As hospitals and traditional healthcare facilities are inundated with new cases, urgent care clinics are working on how to handle an influx of new patients. Their success will not come without growing pains, however, as urgent care communication technology standards and best practices have yet to be fully established.
How do facilities provide communications that are as fast and fluid as their novel care models? What are the technologies that best meet this need when setting up a new urgent care clinic? And most importantly, which tools are most likely to keep existing patients satisfied and new ones rolling in?
Let's Get This Straight: Urgent Care Communication Technology Matters
Thus far, the answers to these questions align with healthcare trends like consumerization, the growing thought that patients need to be treated like customers. While traditional medical markets have embraced consumerization through offerings such as healthcare contact centers, the convenience-first ethos of urgent care centers — and their unique positioning within retailers and at other convenient locations — make them uniquely suited to the philosophy.
Combined, these factors paint a somewhat paradoxical picture of the urgent care industry. Clinics must treat patients and provide excellent care, all while maintaining a convenient, retail-like experience. The small details are also critical, which means the communication must be seamless.
Cloud: The New Urgent Care Facility's Best Friend
Cloud will play a significant role for many new clinics attempting to overcome these hurdles, and the emergence of telemedicine goes to show how the right communications technology can help an up-and-coming facility. As with urgent care clinics, a combination of access, cost, and convenience has endeared patients to telemedicine, which has also seen a large measure of success.
That said, urgent care and telehealth services needn't be mutually exclusive. With little more than a dedicated space, a computer with a webcam, and a cloud-based video conferencing solution, clinics can greatly expand their reach and value proposition with telehealth services of their own. Clinics in rural areas, for example, can harness the technology to treat patients who may not be able to travel long distances for care. And locations looking to differentiate themselves from standard clinic fare by establishing deeper relationships with their clientele can use the cloud-based technology to perform routine follow-ups and other check-ins.
Remote and on-site visits — another critical offering for specialized facilities — also benefit from the inclusion of cloud. Instead of burdensome paper-based processes, staffers can use urgent care communication technology to communicate with their electronic health records (EHR) wherever they are. For example, sports medicine clinics might deploy cloud-based solutions to perform on-site physicals at the start of a high school's sporting season. And clinics offering remote flu shots could use similar technology to ensure more accurate charting and note taking, with records going directly to the EHR's database. There's no need for transcription and no risk of paper records being lost between the field site and the computer.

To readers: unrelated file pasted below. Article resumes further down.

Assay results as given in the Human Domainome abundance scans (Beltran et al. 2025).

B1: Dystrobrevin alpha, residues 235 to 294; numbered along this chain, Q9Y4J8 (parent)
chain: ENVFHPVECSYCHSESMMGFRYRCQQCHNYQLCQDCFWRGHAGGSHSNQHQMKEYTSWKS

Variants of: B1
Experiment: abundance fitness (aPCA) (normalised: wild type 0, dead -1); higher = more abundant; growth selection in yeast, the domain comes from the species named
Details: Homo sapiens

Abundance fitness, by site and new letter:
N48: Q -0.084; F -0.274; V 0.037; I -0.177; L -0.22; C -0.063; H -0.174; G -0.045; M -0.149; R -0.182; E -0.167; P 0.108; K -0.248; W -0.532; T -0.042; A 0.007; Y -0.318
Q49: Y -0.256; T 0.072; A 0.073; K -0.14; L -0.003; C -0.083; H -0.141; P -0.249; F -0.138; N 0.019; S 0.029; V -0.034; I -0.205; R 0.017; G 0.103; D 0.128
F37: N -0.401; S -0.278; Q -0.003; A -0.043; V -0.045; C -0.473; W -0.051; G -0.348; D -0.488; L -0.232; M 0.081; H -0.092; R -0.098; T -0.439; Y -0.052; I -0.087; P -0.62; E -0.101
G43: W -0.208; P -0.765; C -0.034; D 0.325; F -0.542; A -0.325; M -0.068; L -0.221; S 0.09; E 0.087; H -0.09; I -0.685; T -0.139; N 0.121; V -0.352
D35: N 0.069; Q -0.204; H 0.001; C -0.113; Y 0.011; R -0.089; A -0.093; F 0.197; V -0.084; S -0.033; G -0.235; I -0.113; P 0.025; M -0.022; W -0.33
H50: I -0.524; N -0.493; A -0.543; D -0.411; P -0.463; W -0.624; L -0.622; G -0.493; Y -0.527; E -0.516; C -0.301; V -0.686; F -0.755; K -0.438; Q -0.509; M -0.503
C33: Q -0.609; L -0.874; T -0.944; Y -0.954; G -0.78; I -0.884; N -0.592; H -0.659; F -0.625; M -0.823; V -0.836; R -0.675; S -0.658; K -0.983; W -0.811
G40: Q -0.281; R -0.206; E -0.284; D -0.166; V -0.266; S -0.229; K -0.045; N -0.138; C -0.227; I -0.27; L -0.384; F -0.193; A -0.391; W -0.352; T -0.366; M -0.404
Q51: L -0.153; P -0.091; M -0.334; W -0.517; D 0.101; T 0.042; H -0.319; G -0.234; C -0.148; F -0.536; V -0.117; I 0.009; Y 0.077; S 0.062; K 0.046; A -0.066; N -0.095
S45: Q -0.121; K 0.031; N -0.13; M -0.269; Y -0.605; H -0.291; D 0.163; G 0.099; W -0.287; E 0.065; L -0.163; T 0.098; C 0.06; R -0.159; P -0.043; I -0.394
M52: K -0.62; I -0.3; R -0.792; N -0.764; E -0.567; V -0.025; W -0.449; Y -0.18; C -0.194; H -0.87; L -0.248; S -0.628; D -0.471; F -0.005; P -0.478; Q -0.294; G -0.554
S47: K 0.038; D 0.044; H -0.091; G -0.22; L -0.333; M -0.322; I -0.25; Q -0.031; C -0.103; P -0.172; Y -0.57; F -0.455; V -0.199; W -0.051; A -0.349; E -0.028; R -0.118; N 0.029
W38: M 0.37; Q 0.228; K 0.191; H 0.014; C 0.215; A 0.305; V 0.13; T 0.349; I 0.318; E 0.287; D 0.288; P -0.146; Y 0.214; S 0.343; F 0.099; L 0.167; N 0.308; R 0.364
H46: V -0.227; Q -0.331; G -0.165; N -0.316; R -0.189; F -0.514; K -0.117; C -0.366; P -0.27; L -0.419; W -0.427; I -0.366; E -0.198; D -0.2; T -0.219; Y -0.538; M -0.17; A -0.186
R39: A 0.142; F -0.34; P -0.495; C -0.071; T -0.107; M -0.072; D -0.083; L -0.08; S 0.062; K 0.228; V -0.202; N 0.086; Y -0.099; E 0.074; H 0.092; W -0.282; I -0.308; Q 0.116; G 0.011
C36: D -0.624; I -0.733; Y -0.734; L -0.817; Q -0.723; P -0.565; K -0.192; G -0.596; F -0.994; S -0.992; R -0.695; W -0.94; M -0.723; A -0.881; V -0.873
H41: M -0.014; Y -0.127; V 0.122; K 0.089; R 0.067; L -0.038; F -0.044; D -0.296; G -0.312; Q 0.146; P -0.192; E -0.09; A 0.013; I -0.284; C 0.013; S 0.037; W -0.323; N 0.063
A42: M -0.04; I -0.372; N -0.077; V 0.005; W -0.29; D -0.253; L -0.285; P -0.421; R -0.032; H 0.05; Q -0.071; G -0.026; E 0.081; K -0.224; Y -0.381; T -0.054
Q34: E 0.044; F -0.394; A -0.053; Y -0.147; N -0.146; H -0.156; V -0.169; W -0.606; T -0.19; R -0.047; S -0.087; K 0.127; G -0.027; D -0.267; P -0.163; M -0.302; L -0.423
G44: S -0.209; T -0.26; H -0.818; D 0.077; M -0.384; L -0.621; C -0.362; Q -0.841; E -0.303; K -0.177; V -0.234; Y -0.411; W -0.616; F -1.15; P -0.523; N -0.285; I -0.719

Ultimately, specific use cases are less important than the high-level benefits of communication technology in healthcare, such as portability, flexibility, and scalability. For organizations in need of solutions that do what they need wherever they are, cloud-based tools represent the best way to enhance reach without sacrificing functionality. That's true in the clinic, in the field, and even in patient homes.
Enhancing Communication Between Locations
Chain-based services have grown in popularity alongside urgent care clinics. Just as with urgent care, the qualities that make cloud technology beneficial to patients can also ease interoffice communication, an improvement that makes life easier for everyone in the healthcare system.
EHR portability — while undoubtedly critical to overall convenience — is just the beginning of the potential value of cloud technology in this area. Organizations that juggle staff among facilities can use cloud-based unified communication tools to assign persistent phone numbers, reducing confusion about reaching specific employees when they're away from their desk or usual office. Nurse practitioners — who must be overseen by physicians in a number of states — can use video conferencing tools to add crucial visual context when calling physicians for advice or second opinions.
Meanwhile, clinics of all sizes can reduce wait times and no-shows by automating appointment reminders and front-end systems, with cloud-based tools simplifying the technical infrastructure needed to make happen.
Urgent care communication technology sees vast improvement when cloud is involved from the onset. Whatever their specialty, new clinics should strongly consider integrating the technology with their planned slate of services — and established facilities should consider addressing convenience pain points with similar tools as soon as possible, too. It just might be the key to seamless communication in what is one of the most important times for healthcare across the globe.
Let Vonage Healthcare Solutions guide your journey to cloud-based convenience.